My questions require a fair bit of background information, so please bare with me.
We have an e-commerce app that lets users sell their records. To simplify the selling process we populated our database with a large collection of existing records. This allows sellers to search and select a record to sell, choose a price and an condition, and create their listing.
Our business rules represent the items as unique individual units, and the products as profiles in our database associated with items.
This forces the checkout process to be "Product centric" as opposed to "Item centric". In other words, when you search, or visit a product page, you're not looking at the actual item a seller wants to sell. Rather, you'll see the product profile, and along with it with a number of buying options. Each buying option corresponds to a different seller, different price, and a different condition.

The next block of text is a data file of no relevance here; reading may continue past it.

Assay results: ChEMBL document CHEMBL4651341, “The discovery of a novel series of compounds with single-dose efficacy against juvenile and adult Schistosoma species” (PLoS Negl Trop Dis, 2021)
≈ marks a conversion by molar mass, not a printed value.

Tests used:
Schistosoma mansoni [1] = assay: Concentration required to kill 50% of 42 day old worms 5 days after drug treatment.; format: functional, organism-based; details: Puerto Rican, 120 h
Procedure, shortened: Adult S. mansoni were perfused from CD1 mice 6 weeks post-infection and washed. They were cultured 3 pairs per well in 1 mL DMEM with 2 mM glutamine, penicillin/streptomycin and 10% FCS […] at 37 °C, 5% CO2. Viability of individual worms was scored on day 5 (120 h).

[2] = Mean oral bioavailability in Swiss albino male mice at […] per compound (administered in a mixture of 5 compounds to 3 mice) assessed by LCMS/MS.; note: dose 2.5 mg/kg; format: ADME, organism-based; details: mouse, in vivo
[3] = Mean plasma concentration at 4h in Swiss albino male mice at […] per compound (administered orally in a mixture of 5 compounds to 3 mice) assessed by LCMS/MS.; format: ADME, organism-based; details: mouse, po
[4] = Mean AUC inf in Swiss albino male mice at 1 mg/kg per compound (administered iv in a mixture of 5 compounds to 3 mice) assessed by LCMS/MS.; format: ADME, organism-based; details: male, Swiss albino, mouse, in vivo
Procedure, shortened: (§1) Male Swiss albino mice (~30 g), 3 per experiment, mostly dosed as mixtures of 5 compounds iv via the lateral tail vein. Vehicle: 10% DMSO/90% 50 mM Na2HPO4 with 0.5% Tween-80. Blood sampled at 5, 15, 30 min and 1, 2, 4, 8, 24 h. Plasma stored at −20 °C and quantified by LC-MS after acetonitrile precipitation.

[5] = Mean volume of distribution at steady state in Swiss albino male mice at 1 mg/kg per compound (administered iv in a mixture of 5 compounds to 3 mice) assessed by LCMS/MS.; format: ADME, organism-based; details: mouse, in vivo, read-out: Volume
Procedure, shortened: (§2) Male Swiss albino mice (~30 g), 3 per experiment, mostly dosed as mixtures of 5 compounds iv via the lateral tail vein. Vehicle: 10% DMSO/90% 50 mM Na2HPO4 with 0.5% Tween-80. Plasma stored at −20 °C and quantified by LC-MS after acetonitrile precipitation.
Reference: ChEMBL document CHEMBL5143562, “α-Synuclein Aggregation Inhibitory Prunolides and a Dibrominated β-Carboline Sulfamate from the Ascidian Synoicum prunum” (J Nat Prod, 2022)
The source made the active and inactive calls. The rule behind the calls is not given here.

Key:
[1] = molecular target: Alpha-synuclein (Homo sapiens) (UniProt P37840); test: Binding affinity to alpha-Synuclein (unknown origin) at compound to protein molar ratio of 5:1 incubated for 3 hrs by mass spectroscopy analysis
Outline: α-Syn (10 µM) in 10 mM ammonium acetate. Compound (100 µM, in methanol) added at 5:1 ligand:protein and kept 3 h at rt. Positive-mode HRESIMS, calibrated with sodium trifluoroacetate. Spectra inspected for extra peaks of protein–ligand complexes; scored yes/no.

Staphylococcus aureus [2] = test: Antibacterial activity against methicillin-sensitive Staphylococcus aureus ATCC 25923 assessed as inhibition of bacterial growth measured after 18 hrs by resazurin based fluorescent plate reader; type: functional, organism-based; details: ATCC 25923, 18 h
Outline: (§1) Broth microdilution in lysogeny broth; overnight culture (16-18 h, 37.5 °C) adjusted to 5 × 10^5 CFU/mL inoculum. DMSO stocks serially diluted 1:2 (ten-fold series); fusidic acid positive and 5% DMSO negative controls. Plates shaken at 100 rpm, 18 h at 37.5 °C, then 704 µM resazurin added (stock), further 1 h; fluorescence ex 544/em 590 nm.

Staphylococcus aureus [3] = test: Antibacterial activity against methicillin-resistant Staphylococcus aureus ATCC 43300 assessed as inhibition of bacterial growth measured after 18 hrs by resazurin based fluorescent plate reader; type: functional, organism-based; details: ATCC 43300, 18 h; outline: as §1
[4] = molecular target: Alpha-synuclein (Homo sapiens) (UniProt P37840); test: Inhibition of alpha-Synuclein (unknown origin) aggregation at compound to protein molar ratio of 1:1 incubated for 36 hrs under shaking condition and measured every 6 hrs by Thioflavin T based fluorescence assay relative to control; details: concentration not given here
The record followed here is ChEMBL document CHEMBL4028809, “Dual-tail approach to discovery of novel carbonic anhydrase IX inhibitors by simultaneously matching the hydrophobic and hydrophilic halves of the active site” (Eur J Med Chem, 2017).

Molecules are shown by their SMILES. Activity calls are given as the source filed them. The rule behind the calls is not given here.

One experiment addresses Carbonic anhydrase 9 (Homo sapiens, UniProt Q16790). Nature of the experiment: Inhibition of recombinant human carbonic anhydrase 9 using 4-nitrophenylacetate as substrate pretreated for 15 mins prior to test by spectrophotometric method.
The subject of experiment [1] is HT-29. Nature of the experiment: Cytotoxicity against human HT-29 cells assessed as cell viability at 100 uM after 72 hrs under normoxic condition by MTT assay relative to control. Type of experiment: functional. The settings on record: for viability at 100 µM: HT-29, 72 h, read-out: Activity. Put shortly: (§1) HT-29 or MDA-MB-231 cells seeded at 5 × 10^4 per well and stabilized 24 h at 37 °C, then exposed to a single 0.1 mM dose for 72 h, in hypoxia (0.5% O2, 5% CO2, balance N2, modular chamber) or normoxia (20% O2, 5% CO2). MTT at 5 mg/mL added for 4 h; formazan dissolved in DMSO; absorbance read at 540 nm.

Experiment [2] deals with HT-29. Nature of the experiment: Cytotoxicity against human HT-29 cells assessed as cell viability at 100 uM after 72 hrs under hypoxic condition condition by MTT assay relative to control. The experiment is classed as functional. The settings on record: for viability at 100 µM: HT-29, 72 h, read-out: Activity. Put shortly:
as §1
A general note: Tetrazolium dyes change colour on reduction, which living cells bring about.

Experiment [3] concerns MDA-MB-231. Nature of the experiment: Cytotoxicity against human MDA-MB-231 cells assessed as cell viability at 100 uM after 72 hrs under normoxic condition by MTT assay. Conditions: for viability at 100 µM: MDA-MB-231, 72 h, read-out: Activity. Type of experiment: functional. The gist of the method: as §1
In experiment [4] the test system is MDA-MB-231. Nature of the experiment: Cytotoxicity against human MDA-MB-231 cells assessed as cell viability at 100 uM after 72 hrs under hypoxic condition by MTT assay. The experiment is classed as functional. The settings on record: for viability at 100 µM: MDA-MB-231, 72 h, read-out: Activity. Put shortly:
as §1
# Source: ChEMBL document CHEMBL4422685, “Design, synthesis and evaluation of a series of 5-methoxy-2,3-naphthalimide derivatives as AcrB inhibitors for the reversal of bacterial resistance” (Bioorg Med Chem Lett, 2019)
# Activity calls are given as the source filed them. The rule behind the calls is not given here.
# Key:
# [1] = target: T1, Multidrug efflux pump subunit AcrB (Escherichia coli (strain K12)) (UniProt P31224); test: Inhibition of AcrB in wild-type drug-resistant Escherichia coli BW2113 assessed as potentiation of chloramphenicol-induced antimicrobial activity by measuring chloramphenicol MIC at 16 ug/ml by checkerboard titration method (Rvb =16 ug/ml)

Simply put "Here's the product and it's info, and here are the different sellers selling it." Although the sellers remain anonymous.
This leads to some questions:
- When looking at a product, how should we prioritise the sellers?
We plan to display a single listing for each item condition (New, Excellent, Good, Record Only), giving the buyer a choice. But how do we choose those items? Based on price or the order they were listed?
Prioritising price means sellers who list first, but at a higher price, may never sell. This approach may also have implications for "promoted items."
Prioritising listing date may cause an item to never sell if the first seller has a very high price.
- Our design decisions mean the catalogue index page will list unique products from our database. Only once a product page is visited by buyers will they see different buying options from all the sellers who listed an item. Is this a good approach?
We considered making the catalogue index "item centric." Instead of listing products from our db, we could list actual items listed by sellers. This means users will be able to visit pages associated with unique items, instead of a product profile with a bunch of sellers.